The following segment was excerpted from this fund letter.
In Q2, we sold our position in Subsea 7. We purchased SUBCY in 2019 based on the company’s expansion into offshore wind farms. The 34 vessels SUBCY owned traded below replacement cost. A healthy balance sheet with net cash and $5.1B in backlog provided visibility into future revenues.
Acknowledging the company has gone through one of the most challenging operating environments one could imagine, our confidence in the company’s ability to generate a meaningful return on assets has declined. Management continues to suggest 2024-2025 will see margins normalize. Even if we assume the company returns to its highest margin profile of 15%, it still generates a low teens ROA. The company expects its renewables business to have long-term EBITDA margins of ~10% and an ROIC of 9-14%. At the midpoint, 11.5% ROIC isn’t poor.
However, given industry dynamics, consistently achieving this return profile is unrealistic.
EBITDA is applicable for specific business models and capital structures. SUBCY is not a company where EBITDA makes sense due to the ongoing CAPEX needs. In 2022, SUBCY will spend $440m in CAPEX on a PP&E base of ~$7B. D&A has been more than $400m annually over the last five years. These vessels are capital intensive and require ongoing maintenance. Management’s continued use of Adjusted EBITDA as a performance measure does not instill confidence.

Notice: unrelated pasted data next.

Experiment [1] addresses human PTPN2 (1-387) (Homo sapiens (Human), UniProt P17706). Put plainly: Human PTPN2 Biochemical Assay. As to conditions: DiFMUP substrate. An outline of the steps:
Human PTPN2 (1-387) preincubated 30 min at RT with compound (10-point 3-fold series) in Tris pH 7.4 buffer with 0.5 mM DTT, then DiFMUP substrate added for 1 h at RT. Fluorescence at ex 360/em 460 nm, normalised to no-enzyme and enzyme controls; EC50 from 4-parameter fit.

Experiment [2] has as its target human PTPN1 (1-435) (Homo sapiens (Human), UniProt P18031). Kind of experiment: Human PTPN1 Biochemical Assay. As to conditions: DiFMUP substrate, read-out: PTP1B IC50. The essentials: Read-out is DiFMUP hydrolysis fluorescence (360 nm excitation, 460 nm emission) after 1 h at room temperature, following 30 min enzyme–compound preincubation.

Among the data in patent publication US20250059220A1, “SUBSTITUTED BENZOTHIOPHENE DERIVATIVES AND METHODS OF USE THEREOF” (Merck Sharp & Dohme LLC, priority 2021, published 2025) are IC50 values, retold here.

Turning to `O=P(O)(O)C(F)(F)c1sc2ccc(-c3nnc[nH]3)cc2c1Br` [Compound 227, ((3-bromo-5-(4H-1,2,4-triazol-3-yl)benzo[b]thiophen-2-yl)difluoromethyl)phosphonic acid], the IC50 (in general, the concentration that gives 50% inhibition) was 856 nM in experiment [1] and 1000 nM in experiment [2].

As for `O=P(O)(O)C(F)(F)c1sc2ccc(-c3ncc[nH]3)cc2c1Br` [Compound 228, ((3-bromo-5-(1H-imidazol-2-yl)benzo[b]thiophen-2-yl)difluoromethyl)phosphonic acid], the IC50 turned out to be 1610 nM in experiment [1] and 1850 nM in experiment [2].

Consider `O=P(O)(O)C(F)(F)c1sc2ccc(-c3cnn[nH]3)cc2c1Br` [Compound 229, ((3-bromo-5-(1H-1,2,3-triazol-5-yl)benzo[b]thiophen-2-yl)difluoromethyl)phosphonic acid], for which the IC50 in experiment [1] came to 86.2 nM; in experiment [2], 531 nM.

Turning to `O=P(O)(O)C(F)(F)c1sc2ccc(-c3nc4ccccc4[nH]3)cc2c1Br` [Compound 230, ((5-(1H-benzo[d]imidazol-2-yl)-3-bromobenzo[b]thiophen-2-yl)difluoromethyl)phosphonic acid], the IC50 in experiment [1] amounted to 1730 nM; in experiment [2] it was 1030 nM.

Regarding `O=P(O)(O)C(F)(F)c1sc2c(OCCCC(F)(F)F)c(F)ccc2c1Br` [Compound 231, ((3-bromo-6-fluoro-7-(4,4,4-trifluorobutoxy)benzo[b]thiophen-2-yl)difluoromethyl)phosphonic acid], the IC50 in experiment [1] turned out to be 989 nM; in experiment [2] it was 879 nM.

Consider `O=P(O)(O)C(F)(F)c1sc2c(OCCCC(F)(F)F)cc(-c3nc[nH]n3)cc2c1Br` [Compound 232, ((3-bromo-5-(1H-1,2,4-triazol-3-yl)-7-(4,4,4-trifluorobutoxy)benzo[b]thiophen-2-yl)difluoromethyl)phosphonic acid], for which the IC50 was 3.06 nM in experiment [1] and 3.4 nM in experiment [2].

Our biggest concern is Management’s capital allocation decisions. Since 2010, SUBCY has taken $2.4B in goodwill impairment charges representing more than the current $2.3B market cap. Current CEO John Evan was appointed in January 2020 and thus did not make the final decision; however, he was COO since 2005 and played a critical role in these acquisitions. The capital allocation decisions concern us and indicate the competitive and sometimes uneconomical industry landscape.
Continuing this trend, in April 2018, Subsea 7 announced a $2B bid for McDermott. Two weeks later, the company withdrew its offer, and In January 2020, McDermott filed for Chapter 11 Bankruptcy. On the one hand, Subsea withdrew their offer quickly, showing some restraint. On the other hand, it’s another acquisition that could have led to significant problems.
In June 2022, SUBCY announced additional provisions on a wind farm installation project due to cost overruns. What’s surprising is that they are maintaining full-year Adjusted EBITDA guidance. Other business segments may be doing better, or they consider this expense non-recurring and will adjust it. Either way, this result confirms our thoughts above. Note that this event occurred after we exited the position and was not a factor in our decision to sell.
To sum up our thoughts. SUBCY operates in a challenging industry. The management team has made questionable decisions in the past, and operationally, the underlying economics of vessels must improve to generate decent returns. While the current stock price appears attractive, it’s likely an asset that should trade below its replacement value due to average at best economic returns. The current environment allows us to exit a business that competes in a difficult industry, operated by a management team that keeps us up at night and purchase attractively priced and better-managed businesses.
Editor’s Note: The summary bullets for this article were chosen by Seeking Alpha editors.
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